People often think that Asians don't suffer from discrimination because we are the 'model minority'; and some seem to think that our apparent preference for STEM or commerce is biologically wired. But I think it's a reaction to the systemic racism of Anglo 'culture', which rears its ugly head more often in the Arts and Humanities than in more universal things, like money or chemicals or studying dead bugs. In a Science or Commerce degree, people might hate you for being yellow, but they would have to risk getting caught for some seriously dodgy academic conduct to try and bring you low, if you are a good student. In the Arts it's all too easy to justify some random bad marks that just happen to coincide with the point when you snap and wipe the smug grin off some white bread professor.

The people I grew up with take my abilities as a given. I've always been 'that kid who's good at English'; my literary talent and absurd monolingualism is quite unusual in the Asian community here. But I'm always aware that every time I walk into the room and meet a new English teacher, or a new Gender Studies professor, they don't even think I can speak English. I have spent my whole life trying to prove myself, in a field where it's quite easy to just turn a blind eye on what's in front of you if it happens to be the wrong colour. When I was little they said I had a learning disability, that I was a disruptive child who would never go anywhere; and then I topped the state and went to an academic elite school. At that academic elite school my teachers said that I was lazy and would never get in to uni, and then I came in the top 0.5% of the state in English and went to a higher ranked uni that the teachers who claimed I'd never make it. And now, at uni, some of my professors are wonderful, wonderful people who are so generous with their time and knowledge. And some of them are racist assholes.

Establishing a rapport with your teachers is something I learned from a very early age; no matter how bad the systemic bullying was, I always managed to charm one or two of them to be on my side. It's a standard part of how academia works; being the teacher's pet is always an advantageous thing. But you can't be a teacher's pet to a racist; trust me, I've tried.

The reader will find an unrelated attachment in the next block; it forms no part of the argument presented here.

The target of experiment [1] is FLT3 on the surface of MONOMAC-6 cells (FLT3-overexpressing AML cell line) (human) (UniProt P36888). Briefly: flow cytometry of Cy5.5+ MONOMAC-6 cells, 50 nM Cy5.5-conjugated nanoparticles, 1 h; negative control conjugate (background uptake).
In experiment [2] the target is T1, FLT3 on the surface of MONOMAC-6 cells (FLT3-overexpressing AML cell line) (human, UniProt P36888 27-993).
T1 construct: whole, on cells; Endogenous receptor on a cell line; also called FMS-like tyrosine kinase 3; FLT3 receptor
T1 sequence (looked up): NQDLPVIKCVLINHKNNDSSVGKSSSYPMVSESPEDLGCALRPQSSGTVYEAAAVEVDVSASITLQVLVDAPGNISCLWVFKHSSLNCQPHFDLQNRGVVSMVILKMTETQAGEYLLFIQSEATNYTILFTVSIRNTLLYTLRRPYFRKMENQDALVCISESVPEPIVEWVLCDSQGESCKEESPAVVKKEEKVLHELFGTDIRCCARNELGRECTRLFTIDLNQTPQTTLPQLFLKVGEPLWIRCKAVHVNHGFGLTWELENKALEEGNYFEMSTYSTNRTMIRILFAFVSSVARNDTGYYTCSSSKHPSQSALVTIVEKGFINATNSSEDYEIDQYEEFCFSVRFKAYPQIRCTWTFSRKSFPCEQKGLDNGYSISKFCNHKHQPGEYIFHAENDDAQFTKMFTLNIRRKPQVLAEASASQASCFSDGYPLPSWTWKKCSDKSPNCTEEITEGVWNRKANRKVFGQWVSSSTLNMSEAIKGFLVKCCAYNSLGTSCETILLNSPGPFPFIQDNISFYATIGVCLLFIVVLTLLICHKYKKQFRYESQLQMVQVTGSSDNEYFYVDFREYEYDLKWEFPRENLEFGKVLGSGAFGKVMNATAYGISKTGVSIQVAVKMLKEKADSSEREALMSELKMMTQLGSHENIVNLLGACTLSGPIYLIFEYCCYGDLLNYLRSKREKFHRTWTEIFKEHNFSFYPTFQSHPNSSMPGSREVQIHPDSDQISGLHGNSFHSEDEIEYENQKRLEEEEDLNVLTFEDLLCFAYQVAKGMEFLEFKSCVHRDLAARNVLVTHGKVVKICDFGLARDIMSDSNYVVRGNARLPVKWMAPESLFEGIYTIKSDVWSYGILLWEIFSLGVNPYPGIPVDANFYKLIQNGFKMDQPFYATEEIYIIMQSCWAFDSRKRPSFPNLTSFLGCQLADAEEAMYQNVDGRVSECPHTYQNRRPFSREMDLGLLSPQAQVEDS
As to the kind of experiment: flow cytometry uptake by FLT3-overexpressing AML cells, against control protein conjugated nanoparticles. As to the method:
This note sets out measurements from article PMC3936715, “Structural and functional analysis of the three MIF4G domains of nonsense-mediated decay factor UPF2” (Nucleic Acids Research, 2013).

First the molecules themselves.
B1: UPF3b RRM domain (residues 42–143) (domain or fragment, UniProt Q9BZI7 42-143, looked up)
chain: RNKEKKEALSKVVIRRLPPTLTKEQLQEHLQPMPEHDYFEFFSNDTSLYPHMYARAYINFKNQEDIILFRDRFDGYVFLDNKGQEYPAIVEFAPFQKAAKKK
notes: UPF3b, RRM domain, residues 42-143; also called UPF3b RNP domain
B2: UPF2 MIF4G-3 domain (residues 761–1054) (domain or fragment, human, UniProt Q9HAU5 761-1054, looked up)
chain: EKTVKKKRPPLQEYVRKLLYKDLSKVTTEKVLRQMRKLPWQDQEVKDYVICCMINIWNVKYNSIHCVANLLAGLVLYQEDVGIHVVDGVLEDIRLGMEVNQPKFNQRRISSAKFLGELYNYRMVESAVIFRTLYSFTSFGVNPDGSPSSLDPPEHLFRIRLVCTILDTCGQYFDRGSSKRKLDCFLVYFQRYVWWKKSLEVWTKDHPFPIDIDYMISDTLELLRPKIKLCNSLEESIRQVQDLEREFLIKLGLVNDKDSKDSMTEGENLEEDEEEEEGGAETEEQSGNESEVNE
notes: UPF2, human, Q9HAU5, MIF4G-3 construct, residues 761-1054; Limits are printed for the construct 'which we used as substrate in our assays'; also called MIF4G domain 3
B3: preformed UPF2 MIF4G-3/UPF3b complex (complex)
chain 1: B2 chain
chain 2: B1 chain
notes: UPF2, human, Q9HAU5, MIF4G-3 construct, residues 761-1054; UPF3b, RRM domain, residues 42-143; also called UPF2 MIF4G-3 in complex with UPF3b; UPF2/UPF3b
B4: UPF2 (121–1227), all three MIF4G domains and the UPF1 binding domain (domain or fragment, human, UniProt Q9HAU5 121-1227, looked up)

It's really hard to complain about racism in academia; most of it can't be proven. But you know when you're being treated different, when you've been treated different your whole life. People don't know what it's like to have to prove things, even when you have the qualifications and the grades and the certificates to back up what you're saying. People don't know what it's like to be an agitator or a liar every time you open your mouth, because most of what you say contradicts what other people are saying, have been saying, since the dawn of colonization.

I am not the norm for the artsy English student. Being a woman of colour disrupts the cosy academic elitist narrative that the older generation of academics have enjoyed since before I was born. Colonialism has resulted in people like me - mixed heritage, Western-educated, POC who straddle the line between being an Anglophile and not putting up with your Anglo shit. For these past three years at uni I just assumed that this was part and parcel with being an undergrad; that everyone gets bullied by professors. But I only just realized that so much of my bullying has been incredibly, racist.

I understand, now, why many Asians are too afraid to go near the Arts part of the campus; their fears of being treated differently, of being bullied and mocked, of being punished for speaking out of turn with bad grades, are a very, very real part of my life. In Australia, everyone buys into this myth that if you just work hard enough, if you just stick it out for long enough, you'll get anywhere. But it's really hard to believe that when you're dealing with a bunch of petty academics who can literally scribble any number on your assignment with little fear of repercussion.